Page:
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Thrips of California 2012

Erythrothrips arizonae

Recognition data

Distinguishing features

Both sexes fully winged. Body, legs and antennae brown, except yellow basal half of antennal segment III; fore wing pale with posterior half dark including clavus. Antennae 9-segmented, VII–IX forming a unit with IX much shorter than VIII; sensoria on III–IV linear, on III usually 0.4 as long as segment, on IV more than 0.5. Head and pronotum with no long setae. Fore tarsus with hamus small. Metanotum with one pair of setae at anterior margin and one pair near posterior, sculpture weakly arcuate around anterior margin. Fore wing slender with apex rounded. Abdominal tergites IV–VI without sculpture medially; trichobothria on X very small. Sternites IV–VI each with two pairs of posteromarginal setae and 12 to 14 setae on discal area, chaetotaxy on VII similar with two pairs of supernumerary setae submarginally.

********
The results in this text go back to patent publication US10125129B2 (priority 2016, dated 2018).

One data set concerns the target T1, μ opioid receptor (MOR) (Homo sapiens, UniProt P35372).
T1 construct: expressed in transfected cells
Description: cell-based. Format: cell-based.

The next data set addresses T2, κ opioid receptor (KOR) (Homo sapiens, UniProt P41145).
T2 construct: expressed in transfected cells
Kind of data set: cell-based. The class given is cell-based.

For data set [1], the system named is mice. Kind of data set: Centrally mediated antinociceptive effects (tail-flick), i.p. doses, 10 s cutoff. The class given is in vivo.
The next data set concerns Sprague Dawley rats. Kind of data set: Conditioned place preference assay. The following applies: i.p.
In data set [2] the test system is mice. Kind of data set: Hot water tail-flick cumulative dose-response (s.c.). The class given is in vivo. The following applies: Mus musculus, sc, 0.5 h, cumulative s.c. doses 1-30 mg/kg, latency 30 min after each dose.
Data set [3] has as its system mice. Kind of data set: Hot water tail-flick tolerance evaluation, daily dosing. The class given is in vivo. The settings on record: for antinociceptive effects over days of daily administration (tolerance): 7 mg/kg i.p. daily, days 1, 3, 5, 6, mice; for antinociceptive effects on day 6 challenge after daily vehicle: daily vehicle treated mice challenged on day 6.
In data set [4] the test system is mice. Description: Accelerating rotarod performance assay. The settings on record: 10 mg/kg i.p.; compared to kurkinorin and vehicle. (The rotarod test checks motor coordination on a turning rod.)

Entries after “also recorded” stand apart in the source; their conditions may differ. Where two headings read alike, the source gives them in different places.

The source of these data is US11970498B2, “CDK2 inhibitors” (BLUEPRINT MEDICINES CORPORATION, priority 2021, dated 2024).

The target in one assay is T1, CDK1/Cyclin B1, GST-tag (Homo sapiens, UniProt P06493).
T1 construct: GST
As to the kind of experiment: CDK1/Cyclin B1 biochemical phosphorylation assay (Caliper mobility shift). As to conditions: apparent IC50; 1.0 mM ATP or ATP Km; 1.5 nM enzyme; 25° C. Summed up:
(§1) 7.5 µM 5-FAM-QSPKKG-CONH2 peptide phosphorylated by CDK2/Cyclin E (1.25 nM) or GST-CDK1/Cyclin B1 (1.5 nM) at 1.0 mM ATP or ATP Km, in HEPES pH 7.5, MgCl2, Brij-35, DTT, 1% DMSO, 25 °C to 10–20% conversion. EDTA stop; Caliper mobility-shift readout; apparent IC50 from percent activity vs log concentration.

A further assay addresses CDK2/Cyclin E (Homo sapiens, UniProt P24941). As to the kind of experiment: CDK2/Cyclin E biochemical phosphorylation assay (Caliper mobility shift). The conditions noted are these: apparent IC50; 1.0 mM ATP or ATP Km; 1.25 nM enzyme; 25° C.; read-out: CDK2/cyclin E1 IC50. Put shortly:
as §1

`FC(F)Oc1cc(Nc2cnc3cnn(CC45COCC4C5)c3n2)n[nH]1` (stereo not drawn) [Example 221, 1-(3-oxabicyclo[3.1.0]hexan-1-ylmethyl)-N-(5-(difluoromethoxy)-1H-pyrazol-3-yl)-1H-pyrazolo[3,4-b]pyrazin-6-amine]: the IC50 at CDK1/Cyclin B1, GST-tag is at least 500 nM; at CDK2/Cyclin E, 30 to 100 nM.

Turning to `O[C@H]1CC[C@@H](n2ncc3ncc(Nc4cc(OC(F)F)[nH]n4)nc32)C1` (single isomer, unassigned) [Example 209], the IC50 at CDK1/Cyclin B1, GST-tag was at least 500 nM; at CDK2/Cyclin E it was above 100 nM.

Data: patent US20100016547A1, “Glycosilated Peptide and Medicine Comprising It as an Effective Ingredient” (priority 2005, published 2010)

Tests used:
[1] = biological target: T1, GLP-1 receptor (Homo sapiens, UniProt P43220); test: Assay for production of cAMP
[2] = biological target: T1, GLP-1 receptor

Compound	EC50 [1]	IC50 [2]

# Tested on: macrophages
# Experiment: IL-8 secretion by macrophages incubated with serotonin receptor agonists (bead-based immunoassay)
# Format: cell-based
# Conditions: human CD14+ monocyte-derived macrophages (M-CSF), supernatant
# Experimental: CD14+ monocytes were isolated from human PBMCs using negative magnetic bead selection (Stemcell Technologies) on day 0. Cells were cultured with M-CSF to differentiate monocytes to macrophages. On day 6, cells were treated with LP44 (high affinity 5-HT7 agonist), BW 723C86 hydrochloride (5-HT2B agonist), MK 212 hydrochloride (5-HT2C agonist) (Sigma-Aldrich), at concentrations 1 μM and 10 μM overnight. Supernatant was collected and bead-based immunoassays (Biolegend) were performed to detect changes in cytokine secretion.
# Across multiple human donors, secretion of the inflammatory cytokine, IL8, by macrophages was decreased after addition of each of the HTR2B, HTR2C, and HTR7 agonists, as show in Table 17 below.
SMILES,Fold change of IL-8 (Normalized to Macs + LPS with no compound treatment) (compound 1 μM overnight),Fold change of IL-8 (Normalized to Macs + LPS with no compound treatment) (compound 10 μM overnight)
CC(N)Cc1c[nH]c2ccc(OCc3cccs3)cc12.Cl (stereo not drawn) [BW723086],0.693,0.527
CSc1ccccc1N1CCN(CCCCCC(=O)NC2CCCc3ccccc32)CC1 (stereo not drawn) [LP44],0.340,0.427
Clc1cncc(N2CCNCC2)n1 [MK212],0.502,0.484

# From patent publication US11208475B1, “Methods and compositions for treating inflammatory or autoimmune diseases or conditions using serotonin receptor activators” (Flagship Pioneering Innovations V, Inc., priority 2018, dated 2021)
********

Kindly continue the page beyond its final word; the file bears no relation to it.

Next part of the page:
Male similar to female but abdomen more slender; tergite I with pair of short longitudinal ridges.

Related and similar species

A total of 12 species is listed currently in the genus Erythrothrips, although two of these (E. bishoppi from Texas and E. fasciculatus from California) cannot at present be distinguished satisfactorily from E. arizonae and these are all likely to represent the same species. Of the remaining nine species, one is from California, one from Argentina, two from Brazil, three from Peru, and two from Mexico (although these last two are also likely to represent a single species) (Mound & Marullo, 1993). The name E. fasciculatus is applied to relatively small specimens in which the sensorium on antennal segment III is scarcely 0.3 as long as the segment, but these specimens have been taken from the same host plant, Adenostoma, as E. arizonae.

Taxonomic data

Current valid name

Erythrothrips arizonae Moulton

Original name and synonyms

  • Erythrothrips arizonae Moulton, 1911: 21

Family placement


Biological data

Life history

Bailey (1957) indicates that the larva spins a pupal cocoon, and that the adults are found in spring in California. Adults and larvae are possibly predatory on the larvae of other thrips.

Host plants

Yucca brevifolia (Agavaceae); Adenostoma fasciculatum (Rosaceae)

Tospoviruses vectored


Crop damage


Distribution data

Area of origin

Western USA


California, Arizona, Nevada, Mexico.